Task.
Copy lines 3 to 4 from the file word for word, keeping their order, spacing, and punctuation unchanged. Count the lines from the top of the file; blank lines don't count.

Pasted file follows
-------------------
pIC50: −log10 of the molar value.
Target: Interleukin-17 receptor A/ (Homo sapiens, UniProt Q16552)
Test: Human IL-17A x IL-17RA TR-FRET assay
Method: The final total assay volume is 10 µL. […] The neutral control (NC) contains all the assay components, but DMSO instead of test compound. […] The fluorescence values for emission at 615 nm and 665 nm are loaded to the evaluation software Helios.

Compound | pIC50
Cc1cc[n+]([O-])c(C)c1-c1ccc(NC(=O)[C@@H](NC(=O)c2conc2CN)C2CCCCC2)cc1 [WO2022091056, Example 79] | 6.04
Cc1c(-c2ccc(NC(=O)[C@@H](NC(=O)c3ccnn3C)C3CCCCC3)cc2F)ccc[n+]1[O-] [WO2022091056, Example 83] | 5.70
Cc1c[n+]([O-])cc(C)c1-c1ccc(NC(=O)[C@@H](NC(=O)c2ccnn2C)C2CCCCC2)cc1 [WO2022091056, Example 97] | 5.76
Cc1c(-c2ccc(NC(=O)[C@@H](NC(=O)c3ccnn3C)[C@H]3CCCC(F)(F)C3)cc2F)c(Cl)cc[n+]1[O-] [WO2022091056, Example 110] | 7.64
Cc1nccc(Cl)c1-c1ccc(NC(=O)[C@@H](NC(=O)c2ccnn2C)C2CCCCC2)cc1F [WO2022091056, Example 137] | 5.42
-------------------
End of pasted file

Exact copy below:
Test: Human IL-17A x IL-17RA TR-FRET assay
Method: The final total assay volume is 10 µL. […] The neutral control (NC) contains all the assay components, but DMSO instead of test compound. […] The fluorescence values for emission at 615 nm and 665 nm are loaded to the evaluation software Helios.